Member 22124841-Dec-11 12:36 
GeneralMy vote of 5 Pin
jjones779-Nov-11 14:21
jjones779-Nov-11 14:21 
GeneralMy vote of 5 Pin
Dean Rasmussen6-Oct-11 21:27
Dean Rasmussen6-Oct-11 21:27 
QuestionGreat class but... yes a problem with Format Pin
BadJerry16-Sep-11 6:43
BadJerry16-Sep-11 6:43 
AnswerRe: Great class but... yes a problem with Format Pin
Joe O'Leary16-Sep-11 19:21
Joe O'Leary16-Sep-11 19:21 
Hi,

Well if you get the latest version (which I can email you if you email me at the address you'll find at the top the header file StdString.h) it will fix your problem. Frankly I'm surprised your code doesn't just plain crash. What you are doing is something I generally warn against both in the header and in this article. Actually it's something Microsoft recommends against but let you get away with when you use CString. However if you get the latest version of StdString.h you will get a workaround that will let you do what you want and make your code work properly.

I go into the reason why fully inside the latest header file (search for the string "SS_SAFE_FORMAT" and you'll find a long series of comments explaining it). However. I'll try to go into it here too:

When you call function like Format() or sprintf() or anything that formats strings with variable arguments at the end, you should only supply "plain-old-datatypes" (POD) as the "..." arguments. The "%s" format specifier is expecting a const char*. In a UNICODE build it is expecting a const wchar_t*. It's a const TCHAR* and in this discussion I'll call it a "PCTSTR" for short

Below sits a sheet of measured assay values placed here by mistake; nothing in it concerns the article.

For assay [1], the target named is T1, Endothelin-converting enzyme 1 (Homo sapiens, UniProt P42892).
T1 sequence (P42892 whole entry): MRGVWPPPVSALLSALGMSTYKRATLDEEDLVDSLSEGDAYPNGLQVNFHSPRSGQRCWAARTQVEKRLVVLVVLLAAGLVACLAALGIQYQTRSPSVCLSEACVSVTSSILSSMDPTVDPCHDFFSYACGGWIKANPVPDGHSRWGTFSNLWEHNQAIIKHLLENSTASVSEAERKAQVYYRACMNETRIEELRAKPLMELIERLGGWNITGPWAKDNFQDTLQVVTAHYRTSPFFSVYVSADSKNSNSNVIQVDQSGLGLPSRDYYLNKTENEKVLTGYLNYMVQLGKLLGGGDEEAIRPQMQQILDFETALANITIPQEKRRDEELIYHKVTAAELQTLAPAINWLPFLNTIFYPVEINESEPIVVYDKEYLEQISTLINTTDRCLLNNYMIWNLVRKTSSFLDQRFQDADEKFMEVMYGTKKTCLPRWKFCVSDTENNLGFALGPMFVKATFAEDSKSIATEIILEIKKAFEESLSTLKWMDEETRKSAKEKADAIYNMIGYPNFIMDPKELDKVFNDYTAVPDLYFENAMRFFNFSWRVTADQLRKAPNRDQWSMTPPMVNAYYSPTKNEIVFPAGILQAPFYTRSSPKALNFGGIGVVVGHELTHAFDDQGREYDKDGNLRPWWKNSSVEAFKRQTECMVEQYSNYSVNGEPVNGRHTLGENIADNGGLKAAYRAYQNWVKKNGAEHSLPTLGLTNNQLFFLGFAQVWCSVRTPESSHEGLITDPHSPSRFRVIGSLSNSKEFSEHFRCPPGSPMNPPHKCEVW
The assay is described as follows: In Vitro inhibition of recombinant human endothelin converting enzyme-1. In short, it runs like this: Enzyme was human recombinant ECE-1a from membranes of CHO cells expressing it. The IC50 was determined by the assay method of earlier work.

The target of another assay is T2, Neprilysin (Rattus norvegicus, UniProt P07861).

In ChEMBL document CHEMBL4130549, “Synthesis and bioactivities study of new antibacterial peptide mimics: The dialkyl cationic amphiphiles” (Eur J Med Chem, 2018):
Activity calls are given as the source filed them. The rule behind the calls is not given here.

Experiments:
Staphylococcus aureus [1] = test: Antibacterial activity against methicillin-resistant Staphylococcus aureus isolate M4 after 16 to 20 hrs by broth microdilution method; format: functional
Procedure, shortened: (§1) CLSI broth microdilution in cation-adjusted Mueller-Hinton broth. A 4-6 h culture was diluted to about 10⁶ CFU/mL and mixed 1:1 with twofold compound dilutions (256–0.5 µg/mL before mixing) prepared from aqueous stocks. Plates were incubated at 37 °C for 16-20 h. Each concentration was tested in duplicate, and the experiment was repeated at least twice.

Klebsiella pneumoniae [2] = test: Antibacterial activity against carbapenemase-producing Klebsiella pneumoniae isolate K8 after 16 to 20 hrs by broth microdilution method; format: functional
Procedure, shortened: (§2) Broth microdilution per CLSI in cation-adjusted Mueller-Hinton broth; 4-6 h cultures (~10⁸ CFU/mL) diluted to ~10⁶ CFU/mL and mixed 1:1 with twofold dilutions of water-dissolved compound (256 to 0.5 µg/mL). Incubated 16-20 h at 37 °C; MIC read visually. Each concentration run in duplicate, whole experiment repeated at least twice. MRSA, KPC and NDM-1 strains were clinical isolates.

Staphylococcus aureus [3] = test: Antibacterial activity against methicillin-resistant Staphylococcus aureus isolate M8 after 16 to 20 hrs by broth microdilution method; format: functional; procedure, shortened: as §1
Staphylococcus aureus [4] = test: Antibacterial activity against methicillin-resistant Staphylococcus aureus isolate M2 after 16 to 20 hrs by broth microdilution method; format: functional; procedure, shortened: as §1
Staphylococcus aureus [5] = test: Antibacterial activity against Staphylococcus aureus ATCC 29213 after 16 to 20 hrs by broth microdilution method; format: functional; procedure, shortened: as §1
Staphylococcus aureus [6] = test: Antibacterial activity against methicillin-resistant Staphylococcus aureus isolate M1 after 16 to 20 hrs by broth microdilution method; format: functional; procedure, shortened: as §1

Now normally when you call a regular C++ function that expects a PCTSTR and you supply a CStdString object, you get away with it because the compiler is smart enough to see that the function you're calling expects PCTSTR and that CStdString has an implicit cast operator for it. So it calls that cast operator for you and you are all set.

void Foo(PCTSTR szString)
{
    // Do something with null terminated string
}

// Call the function

int main()
{
    CStdString bar(_T("Joe"));
    Foo(bar);  // works because compiler calls implicit conversion for you
    return 0;
}


But when you call Format(), the compiler can't do that. It doesn't know what type is expected. It's not smart enough to parse the format string, see the %s and realize that's what it is. That's the problem with "..." arguments (called "variadic" arguments). The compiler cannot do any type checking on them.

So what does it do? Well it supplies the first 4 bytes of whatever you pass. That's what Format() sees. If it's an int, the first 4 bytes are the int. If it's a PCTSTR, then the first 4 bytes are the pointer to that string. But if it's an object, the first 4 bytes could be ANYTHING. It all depends upon how the object is laid out in memory.

But if you've used MFC, you probably realize that it lets you get away with it. Why? Well the MFC designers created a hack of their own. The laid out CString so that the first 4 bytes of the class are always a pointer to the null-terminated string it wraps. They're always the exact same PCTSTR that operator() returns.